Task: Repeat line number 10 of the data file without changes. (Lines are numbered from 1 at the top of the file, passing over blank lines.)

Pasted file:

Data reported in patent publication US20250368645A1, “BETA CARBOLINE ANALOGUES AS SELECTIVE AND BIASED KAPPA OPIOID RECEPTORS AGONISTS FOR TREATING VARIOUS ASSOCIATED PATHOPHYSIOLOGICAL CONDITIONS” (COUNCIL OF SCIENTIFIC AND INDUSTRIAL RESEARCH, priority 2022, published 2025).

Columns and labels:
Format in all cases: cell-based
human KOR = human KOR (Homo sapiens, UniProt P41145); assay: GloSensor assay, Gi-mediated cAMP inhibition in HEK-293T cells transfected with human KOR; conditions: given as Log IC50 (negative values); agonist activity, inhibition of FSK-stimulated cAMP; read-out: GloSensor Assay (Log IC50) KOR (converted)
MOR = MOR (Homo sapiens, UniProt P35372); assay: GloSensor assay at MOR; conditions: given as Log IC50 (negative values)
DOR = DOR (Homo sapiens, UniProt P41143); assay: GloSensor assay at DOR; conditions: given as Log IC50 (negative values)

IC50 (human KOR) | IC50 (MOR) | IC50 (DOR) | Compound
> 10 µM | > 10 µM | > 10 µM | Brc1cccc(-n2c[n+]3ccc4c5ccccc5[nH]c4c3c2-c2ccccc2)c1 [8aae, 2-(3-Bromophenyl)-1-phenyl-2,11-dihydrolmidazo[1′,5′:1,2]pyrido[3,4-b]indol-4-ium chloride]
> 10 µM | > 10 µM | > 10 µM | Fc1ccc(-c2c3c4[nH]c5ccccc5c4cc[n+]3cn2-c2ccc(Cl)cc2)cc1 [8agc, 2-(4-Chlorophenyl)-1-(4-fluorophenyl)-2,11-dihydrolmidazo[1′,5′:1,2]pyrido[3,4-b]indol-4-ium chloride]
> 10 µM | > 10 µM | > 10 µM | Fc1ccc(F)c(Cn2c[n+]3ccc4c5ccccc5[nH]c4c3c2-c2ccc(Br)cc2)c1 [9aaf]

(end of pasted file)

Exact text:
> 10 µM | > 10 µM | > 10 µM | Fc1ccc(F)c(Cn2c[n+]3ccc4c5ccccc5[nH]c4c3c2-c2ccc(Br)cc2)c1 [9aaf]